Bragg further explains that the primary risks associated with obsolete inventory are that the inventory will not be promptly recognized as obsolete, that inventory will be improperly designated as obsolete, and that dispositioned inventory will be accidentally reordered. He also provided some controls dealing with these risks.
Regularly complete an obsolete inventory review. The best way to ensure that obsolescence is recognized promptly is to conduct a regularly scheduled obsolescence review of the entire inventory, typically using an obsolescence report.
Move obsolete inventory to segregated area. It is much easier to review and leave as-is obsolete inventory if it is congregated in a single area rather than scattered throughout the warehouse.
Match obsolescence authorization to tagged obsolete inventory. It is possible that warehouse employees will deliberately tag inventory as being obsolete, so they can remove it from the warehouse or acquire it at a low price from the company. To avoid this problem, periodically compare the obsolete inventory review procedure to tagged obsolete inventory,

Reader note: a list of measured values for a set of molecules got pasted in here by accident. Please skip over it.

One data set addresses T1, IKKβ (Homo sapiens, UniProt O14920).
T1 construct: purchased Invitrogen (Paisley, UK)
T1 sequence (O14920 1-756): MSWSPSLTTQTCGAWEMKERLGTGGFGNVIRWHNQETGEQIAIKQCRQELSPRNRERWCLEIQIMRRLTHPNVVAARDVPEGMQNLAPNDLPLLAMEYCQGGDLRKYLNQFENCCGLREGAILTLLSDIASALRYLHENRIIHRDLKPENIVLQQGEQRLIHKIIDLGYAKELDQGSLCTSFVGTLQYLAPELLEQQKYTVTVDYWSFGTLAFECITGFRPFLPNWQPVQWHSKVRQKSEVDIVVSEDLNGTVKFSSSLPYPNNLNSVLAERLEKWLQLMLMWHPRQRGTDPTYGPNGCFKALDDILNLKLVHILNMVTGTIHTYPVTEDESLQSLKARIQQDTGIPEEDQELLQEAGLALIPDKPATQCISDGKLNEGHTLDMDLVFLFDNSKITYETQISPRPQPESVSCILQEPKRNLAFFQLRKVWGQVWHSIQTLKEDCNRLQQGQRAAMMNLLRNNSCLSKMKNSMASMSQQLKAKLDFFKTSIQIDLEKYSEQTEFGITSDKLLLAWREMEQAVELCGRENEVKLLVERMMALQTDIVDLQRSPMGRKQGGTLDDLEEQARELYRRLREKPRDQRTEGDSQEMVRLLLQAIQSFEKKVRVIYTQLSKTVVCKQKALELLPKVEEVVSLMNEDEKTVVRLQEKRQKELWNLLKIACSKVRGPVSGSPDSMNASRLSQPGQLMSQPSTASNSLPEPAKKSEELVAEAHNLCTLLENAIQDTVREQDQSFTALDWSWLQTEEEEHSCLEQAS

to ensure that only authorized items are tagged. Any other items marked as obsolete should immediately be brought to the attention of the warehouse manager and internal audit manager as being a possible case of fraud.
Moini (2004) also provided some controls in disposing expired stock. He explains that expired, deteriorated, contaminated, or other non-reusable drug products should be removed immediately from usable pharmacy stock and disposed of. Expired drugs should be placed into containers labeled with “expired drugs – DO NOT USE” or any similar understood warning. Disposal requirements for most drugs that have expiration date are listed in the package inserts. Expired drugs and their disposal should be documented regardless of whether they are put into biohazard bags for collection by approved biohazard disposal companies, returned to pharmaceutical representatives, or disposed of in any other way.
Inventory Measurement and Tracking System
There are two ways to measure the inventory and cost of goods sold. These are: